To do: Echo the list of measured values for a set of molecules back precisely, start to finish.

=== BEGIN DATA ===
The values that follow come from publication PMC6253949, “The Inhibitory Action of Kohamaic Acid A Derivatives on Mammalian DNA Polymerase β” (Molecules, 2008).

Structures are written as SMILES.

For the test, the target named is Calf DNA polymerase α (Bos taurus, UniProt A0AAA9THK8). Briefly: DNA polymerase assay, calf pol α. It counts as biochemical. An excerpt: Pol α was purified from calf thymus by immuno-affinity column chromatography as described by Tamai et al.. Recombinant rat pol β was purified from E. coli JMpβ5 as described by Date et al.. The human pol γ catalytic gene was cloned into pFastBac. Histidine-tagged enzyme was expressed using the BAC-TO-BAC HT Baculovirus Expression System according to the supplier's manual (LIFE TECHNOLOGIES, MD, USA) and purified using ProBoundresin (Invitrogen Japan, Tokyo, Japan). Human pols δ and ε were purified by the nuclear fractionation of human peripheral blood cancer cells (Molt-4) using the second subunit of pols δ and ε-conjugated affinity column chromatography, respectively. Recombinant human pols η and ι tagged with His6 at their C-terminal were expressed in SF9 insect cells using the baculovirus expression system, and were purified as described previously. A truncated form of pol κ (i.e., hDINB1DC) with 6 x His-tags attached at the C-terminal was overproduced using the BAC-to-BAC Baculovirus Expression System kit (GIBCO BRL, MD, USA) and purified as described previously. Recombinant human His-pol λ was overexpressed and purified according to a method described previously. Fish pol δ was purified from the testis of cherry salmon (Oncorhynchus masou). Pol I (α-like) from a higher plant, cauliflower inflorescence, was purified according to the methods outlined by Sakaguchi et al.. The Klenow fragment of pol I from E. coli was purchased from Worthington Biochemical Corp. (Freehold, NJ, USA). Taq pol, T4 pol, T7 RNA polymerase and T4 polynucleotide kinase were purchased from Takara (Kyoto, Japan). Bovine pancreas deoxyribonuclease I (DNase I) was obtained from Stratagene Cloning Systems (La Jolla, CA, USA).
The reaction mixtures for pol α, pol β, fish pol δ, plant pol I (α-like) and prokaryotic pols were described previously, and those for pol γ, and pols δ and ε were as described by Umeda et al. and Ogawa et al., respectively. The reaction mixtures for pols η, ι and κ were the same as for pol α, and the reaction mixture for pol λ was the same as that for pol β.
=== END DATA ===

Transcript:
The values that follow come from publication PMC6253949, “The Inhibitory Action of Kohamaic Acid A Derivatives on Mammalian DNA Polymerase β” (Molecules, 2008).

Structures are written as SMILES.

For the test, the target named is Calf DNA polymerase α (Bos taurus, UniProt A0AAA9THK8). Briefly: DNA polymerase assay, calf pol α. It counts as biochemical. An excerpt: Pol α was purified from calf thymus by immuno-affinity column chromatography as described by Tamai et al.. Recombinant rat pol β was purified from E. coli JMpβ5 as described by Date et al.. The human pol γ catalytic gene was cloned into pFastBac. Histidine-tagged enzyme was expressed using the BAC-TO-BAC HT Baculovirus Expression System according to the supplier's manual (LIFE TECHNOLOGIES, MD, USA) and purified using ProBoundresin (Invitrogen Japan, Tokyo, Japan). Human pols δ and ε were purified by the nuclear fractionation of human peripheral blood cancer cells (Molt-4) using the second subunit of pols δ and ε-conjugated affinity column chromatography, respectively. Recombinant human pols η and ι tagged with His6 at their C-terminal were expressed in SF9 insect cells using the baculovirus expression system, and were purified as described previously. A truncated form of pol κ (i.e., hDINB1DC) with 6 x His-tags attached at the C-terminal was overproduced using the BAC-to-BAC Baculovirus Expression System kit (GIBCO BRL, MD, USA) and purified as described previously. Recombinant human His-pol λ was overexpressed and purified according to a method described previously. Fish pol δ was purified from the testis of cherry salmon (Oncorhynchus masou). Pol I (α-like) from a higher plant, cauliflower inflorescence, was purified according to the methods outlined by Sakaguchi et al.. The Klenow fragment of pol I from E. coli was purchased from Worthington Biochemical Corp. (Freehold, NJ, USA). Taq pol, T4 pol, T7 RNA polymerase and T4 polynucleotide kinase were purchased from Takara (Kyoto, Japan). Bovine pancreas deoxyribonuclease I (DNase I) was obtained from Stratagene Cloning Systems (La Jolla, CA, USA).
The reaction mixtures for pol α, pol β, fish pol δ, plant pol I (α-like) and prokaryotic pols were described previously, and those for pol γ, and pols δ and ε were as described by Umeda et al. and Ogawa et al., respectively. The reaction mixtures for pols η, ι and κ were the same as for pol α, and the reaction mixture for pol λ was the same as that for pol β.